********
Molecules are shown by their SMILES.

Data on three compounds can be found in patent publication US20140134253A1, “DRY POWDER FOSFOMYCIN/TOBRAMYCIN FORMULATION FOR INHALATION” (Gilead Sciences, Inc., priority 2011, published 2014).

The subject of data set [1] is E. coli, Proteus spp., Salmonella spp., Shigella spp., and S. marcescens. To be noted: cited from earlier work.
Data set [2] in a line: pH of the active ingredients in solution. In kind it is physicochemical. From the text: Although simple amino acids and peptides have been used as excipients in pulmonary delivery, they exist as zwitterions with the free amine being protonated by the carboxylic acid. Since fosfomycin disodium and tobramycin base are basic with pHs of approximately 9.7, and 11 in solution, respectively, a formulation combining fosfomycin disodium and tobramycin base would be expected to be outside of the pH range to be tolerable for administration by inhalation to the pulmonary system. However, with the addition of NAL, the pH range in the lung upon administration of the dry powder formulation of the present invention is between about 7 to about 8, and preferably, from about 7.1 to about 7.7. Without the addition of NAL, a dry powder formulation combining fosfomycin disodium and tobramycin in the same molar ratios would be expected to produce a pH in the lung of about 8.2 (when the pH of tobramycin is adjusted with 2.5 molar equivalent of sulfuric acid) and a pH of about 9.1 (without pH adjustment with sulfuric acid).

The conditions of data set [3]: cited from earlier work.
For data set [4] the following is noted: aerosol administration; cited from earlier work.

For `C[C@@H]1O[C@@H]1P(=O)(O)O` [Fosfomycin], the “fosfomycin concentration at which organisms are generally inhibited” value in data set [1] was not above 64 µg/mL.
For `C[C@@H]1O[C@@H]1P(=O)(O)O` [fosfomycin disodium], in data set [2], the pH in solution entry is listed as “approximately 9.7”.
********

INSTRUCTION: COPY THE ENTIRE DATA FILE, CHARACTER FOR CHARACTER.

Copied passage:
Molecules are shown by their SMILES.

Data on three compounds can be found in patent publication US20140134253A1, “DRY POWDER FOSFOMYCIN/TOBRAMYCIN FORMULATION FOR INHALATION” (Gilead Sciences, Inc., priority 2011, published 2014).

The subject of data set [1] is E. coli, Proteus spp., Salmonella spp., Shigella spp., and S. marcescens. To be noted: cited from earlier work.
Data set [2] in a line: pH of the active ingredients in solution. In kind it is physicochemical. From the text: Although simple amino acids and peptides have been used as excipients in pulmonary delivery, they exist as zwitterions with the free amine being protonated by the carboxylic acid. Since fosfomycin disodium and tobramycin base are basic with pHs of approximately 9.7, and 11 in solution, respectively, a formulation combining fosfomycin disodium and tobramycin base would be expected to be outside of the pH range to be tolerable for administration by inhalation to the pulmonary system. However, with the addition of NAL, the pH range in the lung upon administration of the dry powder formulation of the present invention is between about 7 to about 8, and preferably, from about 7.1 to about 7.7. Without the addition of NAL, a dry powder formulation combining fosfomycin disodium and tobramycin in the same molar ratios would be expected to produce a pH in the lung of about 8.2 (when the pH of tobramycin is adjusted with 2.5 molar equivalent of sulfuric acid) and a pH of about 9.1 (without pH adjustment with sulfuric acid).

The conditions of data set [3]: cited from earlier work.
For data set [4] the following is noted: aerosol administration; cited from earlier work.

For `C[C@@H]1O[C@@H]1P(=O)(O)O` [Fosfomycin], the “fosfomycin concentration at which organisms are generally inhibited” value in data set [1] was not above 64 µg/mL.
For `C[C@@H]1O[C@@H]1P(=O)(O)O` [fosfomycin disodium], in data set [2], the pH in solution entry is listed as “approximately 9.7”.